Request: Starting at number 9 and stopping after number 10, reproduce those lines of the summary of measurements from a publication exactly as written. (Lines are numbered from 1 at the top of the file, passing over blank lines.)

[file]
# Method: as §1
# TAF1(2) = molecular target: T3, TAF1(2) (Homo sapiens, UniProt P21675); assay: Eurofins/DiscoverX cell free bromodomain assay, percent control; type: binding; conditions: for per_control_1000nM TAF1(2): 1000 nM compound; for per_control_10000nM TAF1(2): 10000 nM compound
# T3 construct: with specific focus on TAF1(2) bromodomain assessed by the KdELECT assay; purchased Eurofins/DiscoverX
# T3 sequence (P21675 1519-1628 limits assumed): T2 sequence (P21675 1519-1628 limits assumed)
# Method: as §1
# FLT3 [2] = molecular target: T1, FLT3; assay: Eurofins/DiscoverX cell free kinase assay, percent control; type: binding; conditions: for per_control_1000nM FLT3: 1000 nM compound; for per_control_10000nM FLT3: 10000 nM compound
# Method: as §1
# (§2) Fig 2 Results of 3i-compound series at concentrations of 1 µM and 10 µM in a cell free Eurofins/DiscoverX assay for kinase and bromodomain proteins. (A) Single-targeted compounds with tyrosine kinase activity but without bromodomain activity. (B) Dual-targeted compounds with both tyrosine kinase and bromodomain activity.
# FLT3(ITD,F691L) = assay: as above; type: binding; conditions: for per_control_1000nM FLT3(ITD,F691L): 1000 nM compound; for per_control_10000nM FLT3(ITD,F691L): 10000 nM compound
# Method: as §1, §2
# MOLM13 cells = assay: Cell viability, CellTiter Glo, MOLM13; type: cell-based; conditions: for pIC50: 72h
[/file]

# FLT3(ITD,F691L) = assay: as above; type: binding; conditions: for per_control_1000nM FLT3(ITD,F691L): 1000 nM compound; for per_control_10000nM FLT3(ITD,F691L): 10000 nM compound
# Method: as §1, §2